Friday, July 31, 2015

A Sunlit Absence

In the well-trodden path of Hollywood sequels, Fr Martin Laird's 'A Sunlit Absence: Silence, Awareness and Contemplation' is not as riveting as his 'Into the Silent Land'
http://ncolloff.blogspot.co.uk/2014/12/into-silent-land.html. This is, I think, one of the most exemplary introductions into the contemplative life, from a Christian perspective, that I have encountered.

Thinking as to why on the plane home this morning, I was struck by its opening Introduction, subtitled, Hedgehogs and Foxes. This is a reference to a famous essay by the philosopher and intellectual historian, Isaiah Berlin, on the philosophy of history in Tolstoy, that invokes the ancient Greek poet Archilochus, "the fox knows many things, but the hedgehog knows one big thing." Fr Laird proceeds to suggest that St Teresa of Avila is indeed a hedgehog, knowing one big thing, revisiting it continuously from different perspectives in her writings, with regards to the relationship between God and the human person, "it is all about love melting in love". "The union between Creator and creature is so utterly convincing that Teresa says it, 'is like rain falling from the sky into a river or pool. There is nothing but water. It's impossible to divide the sky water from the land-water."

This is so, and yet reading it, I felt a concurrent wish to uphold an abiding foxiness. We may be, in the ultimate grounding of our being, one. We may step into this ground in the heart of our contemplative experience, though as Laird beautifully notes, the actual practice of our prayer may not feel like this, and why this is so is gracefully explored, but the answering response to this disparity may not simply be: keep praying.

Laird is too wise and gifted a director of souls to say this but you do come away with the sense that this 'one big thing' will do most of the heavy lifting of transformation and I think that is a perspective in need of correction and that the complex, fox bound nature, of our actual, psychological and physical lives deserve their rights!

In Zen, this would be called 'polishing the stone', the task of cleaving to the unitary experience and the freedom it confers whilst working on the difficult task of untangling all the personal knots and obstructions that yet remain.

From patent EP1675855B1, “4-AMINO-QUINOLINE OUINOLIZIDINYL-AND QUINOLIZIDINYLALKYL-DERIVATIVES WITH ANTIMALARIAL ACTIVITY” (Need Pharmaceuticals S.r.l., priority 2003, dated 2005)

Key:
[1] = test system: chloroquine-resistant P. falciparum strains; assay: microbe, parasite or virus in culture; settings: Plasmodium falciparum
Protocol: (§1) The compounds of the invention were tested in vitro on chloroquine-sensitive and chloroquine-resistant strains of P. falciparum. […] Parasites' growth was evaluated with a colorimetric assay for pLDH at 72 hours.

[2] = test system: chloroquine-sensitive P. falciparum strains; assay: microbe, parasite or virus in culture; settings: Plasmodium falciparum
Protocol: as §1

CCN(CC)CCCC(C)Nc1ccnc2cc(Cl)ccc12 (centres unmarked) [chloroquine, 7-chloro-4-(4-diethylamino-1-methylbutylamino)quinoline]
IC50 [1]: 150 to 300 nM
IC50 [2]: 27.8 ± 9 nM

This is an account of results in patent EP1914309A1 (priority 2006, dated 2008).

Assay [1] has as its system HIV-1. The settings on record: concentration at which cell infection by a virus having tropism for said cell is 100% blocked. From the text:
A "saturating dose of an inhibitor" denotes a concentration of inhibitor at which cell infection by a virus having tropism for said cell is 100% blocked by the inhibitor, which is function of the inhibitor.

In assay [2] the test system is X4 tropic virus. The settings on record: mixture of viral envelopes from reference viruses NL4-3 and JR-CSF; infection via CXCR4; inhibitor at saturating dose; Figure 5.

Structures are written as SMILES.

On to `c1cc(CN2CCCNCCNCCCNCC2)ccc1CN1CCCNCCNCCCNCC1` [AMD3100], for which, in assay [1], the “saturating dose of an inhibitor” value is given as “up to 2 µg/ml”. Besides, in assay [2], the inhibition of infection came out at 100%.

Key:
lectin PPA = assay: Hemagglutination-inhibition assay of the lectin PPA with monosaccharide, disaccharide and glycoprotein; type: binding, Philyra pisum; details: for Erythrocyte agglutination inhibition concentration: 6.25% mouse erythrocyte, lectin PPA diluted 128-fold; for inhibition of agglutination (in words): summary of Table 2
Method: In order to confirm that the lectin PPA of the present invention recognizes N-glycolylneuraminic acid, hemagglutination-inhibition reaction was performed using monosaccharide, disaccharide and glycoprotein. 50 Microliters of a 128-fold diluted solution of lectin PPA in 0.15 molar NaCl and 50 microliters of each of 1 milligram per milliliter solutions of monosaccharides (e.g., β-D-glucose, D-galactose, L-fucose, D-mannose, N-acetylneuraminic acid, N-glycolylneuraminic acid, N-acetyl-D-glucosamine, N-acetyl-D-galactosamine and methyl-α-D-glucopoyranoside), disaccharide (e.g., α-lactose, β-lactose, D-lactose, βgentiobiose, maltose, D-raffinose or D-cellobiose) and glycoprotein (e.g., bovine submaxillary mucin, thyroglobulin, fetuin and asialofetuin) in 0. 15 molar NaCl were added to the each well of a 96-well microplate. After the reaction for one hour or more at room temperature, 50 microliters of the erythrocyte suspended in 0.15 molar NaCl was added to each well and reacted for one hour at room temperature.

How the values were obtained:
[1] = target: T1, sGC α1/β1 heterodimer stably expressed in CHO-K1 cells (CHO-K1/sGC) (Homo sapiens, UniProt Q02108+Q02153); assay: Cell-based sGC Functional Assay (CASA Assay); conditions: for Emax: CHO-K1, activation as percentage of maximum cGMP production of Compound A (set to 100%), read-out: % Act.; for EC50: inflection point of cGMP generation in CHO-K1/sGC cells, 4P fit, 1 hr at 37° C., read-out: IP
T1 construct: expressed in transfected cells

This reminded me of Robert Forman's wonderful book: 'Enlightenment Ain't What It's Cracked Up To Be' that is a brilliant exploration, grounded in his own life and experience, of this 'gap' between spiritual awakening and personal transformation.

The former may attract the latter, creating space for it, but does not guarantee it. The structure of our consciousness: how we see and hold the world may be transformed - we live in a new spaciousness - but it does not guarantee a 'personality transplant' - that requires of us a different work, on the level of our own psyches and in relationships with one another - at home and in the workplace. (See here: -http://ncolloff.blogspot.co.uk/2012/12/enlightenment-aint-what-its-cracked-up.html )

The hedgehog may know 'one big thing' but the bringing of that into the actual world of our lived lives, in the here and now, needs the acute attention and awareness of the fox that attends to the multiplicity of things, often living in complex contradiction with each other, that is everyday life. Love may be melting in love but will I remember to put out the dustbins?

[Putting out the dustbins is an image I carry ever since a friend in Oxford noted that living next door to a renowned author on spiritual intelligence did not guarantee that they would remember to put the garbage out, forgetfulness leading to unholy, unneighbourly smells]!

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